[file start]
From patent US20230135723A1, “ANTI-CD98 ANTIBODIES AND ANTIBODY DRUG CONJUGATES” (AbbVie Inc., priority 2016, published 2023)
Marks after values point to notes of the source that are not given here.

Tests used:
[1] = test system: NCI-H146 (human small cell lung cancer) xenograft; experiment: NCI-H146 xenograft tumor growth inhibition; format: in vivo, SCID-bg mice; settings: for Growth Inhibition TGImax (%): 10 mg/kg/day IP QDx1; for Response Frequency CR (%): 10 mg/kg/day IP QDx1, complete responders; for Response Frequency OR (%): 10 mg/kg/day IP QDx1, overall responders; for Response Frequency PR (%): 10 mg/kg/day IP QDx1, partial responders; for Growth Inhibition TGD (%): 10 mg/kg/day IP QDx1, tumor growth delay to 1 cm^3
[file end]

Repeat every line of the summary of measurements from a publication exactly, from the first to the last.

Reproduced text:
From patent US20230135723A1, “ANTI-CD98 ANTIBODIES AND ANTIBODY DRUG CONJUGATES” (AbbVie Inc., priority 2016, published 2023)
Marks after values point to notes of the source that are not given here.

Tests used:
[1] = test system: NCI-H146 (human small cell lung cancer) xenograft; experiment: NCI-H146 xenograft tumor growth inhibition; format: in vivo, SCID-bg mice; settings: for Growth Inhibition TGImax (%): 10 mg/kg/day IP QDx1; for Response Frequency CR (%): 10 mg/kg/day IP QDx1, complete responders; for Response Frequency OR (%): 10 mg/kg/day IP QDx1, overall responders; for Response Frequency PR (%): 10 mg/kg/day IP QDx1, partial responders; for Growth Inhibition TGD (%): 10 mg/kg/day IP QDx1, tumor growth delay to 1 cm^3